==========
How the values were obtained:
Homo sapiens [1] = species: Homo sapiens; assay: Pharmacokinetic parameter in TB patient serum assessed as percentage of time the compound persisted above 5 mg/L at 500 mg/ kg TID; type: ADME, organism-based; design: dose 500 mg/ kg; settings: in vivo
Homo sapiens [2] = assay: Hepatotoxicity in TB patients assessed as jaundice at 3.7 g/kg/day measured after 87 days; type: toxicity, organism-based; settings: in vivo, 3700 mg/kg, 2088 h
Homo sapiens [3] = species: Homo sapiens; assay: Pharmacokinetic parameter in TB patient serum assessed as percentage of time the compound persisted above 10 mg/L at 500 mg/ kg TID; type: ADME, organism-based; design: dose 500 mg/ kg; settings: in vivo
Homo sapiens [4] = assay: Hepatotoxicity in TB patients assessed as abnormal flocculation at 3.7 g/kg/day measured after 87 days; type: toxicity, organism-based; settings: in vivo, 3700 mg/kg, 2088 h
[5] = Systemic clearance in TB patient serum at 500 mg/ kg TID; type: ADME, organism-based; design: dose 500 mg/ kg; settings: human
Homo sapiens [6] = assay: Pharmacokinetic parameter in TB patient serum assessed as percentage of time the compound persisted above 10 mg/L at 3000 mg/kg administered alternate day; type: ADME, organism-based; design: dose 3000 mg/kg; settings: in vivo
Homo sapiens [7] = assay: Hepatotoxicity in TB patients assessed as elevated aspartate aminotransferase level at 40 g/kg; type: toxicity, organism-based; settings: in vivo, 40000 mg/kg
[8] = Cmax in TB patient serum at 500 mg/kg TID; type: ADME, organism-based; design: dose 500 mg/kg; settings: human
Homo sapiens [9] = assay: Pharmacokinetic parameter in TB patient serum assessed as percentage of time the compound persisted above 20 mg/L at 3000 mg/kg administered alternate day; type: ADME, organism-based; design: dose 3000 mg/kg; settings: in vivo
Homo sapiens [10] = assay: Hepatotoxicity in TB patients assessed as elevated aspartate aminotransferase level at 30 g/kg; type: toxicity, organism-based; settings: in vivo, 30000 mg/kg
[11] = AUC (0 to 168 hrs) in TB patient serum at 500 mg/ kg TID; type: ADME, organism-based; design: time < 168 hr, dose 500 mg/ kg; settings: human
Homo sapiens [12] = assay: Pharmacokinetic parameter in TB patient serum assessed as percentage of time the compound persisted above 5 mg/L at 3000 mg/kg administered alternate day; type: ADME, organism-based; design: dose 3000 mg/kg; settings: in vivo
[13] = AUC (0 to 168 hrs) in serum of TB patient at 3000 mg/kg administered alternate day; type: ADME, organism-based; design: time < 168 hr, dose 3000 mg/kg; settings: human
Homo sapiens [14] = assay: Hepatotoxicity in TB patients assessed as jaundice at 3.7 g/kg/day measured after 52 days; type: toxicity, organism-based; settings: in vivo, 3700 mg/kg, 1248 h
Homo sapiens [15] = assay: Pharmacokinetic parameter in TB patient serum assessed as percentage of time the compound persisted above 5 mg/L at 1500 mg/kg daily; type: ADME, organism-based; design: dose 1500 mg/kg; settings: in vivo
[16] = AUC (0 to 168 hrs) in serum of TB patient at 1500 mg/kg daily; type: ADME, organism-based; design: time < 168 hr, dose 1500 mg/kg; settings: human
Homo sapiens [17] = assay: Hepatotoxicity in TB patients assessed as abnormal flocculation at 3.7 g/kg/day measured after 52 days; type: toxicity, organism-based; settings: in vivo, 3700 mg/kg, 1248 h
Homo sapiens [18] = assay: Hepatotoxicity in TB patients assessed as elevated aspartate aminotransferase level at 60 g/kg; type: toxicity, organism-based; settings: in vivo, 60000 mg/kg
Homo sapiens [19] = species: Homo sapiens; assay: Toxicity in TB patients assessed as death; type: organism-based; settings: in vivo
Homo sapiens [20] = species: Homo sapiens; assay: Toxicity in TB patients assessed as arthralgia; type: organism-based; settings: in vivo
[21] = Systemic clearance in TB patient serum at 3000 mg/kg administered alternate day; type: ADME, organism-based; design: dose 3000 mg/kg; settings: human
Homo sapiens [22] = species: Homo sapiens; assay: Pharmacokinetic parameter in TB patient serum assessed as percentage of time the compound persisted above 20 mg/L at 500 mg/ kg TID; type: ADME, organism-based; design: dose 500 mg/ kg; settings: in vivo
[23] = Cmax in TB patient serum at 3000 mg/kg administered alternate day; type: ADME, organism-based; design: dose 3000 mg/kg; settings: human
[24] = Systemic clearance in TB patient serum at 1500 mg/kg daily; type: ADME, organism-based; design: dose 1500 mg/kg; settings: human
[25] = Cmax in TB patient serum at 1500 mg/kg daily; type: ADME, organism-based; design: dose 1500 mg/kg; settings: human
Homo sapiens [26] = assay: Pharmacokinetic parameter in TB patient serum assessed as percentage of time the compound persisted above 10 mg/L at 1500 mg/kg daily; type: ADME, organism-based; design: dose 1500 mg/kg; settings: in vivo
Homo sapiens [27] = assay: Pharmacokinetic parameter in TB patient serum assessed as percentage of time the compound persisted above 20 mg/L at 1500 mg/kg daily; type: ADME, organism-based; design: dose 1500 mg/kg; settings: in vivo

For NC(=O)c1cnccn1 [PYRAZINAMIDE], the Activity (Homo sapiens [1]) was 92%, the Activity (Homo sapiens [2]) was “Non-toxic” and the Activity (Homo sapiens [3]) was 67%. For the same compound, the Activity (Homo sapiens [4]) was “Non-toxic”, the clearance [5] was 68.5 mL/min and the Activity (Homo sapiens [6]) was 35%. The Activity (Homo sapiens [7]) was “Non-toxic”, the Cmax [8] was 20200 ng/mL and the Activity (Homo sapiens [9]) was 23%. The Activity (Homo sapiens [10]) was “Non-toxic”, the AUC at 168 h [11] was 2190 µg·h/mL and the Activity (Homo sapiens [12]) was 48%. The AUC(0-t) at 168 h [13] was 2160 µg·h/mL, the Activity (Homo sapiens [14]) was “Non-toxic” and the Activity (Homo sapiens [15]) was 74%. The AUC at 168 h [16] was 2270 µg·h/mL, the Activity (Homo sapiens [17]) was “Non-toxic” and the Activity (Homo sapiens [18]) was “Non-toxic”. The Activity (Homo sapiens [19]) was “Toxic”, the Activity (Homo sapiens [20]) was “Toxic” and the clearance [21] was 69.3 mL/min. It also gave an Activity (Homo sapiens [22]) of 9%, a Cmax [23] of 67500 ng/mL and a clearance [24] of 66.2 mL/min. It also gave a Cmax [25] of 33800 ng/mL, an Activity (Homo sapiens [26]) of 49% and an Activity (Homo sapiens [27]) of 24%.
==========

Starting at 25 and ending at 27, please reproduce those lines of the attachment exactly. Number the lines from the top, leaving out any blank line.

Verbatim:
[24] = Systemic clearance in TB patient serum at 1500 mg/kg daily; type: ADME, organism-based; design: dose 1500 mg/kg; settings: human
[25] = Cmax in TB patient serum at 1500 mg/kg daily; type: ADME, organism-based; design: dose 1500 mg/kg; settings: human
Homo sapiens [26] = assay: Pharmacokinetic parameter in TB patient serum assessed as percentage of time the compound persisted above 10 mg/L at 1500 mg/kg daily; type: ADME, organism-based; design: dose 1500 mg/kg; settings: in vivo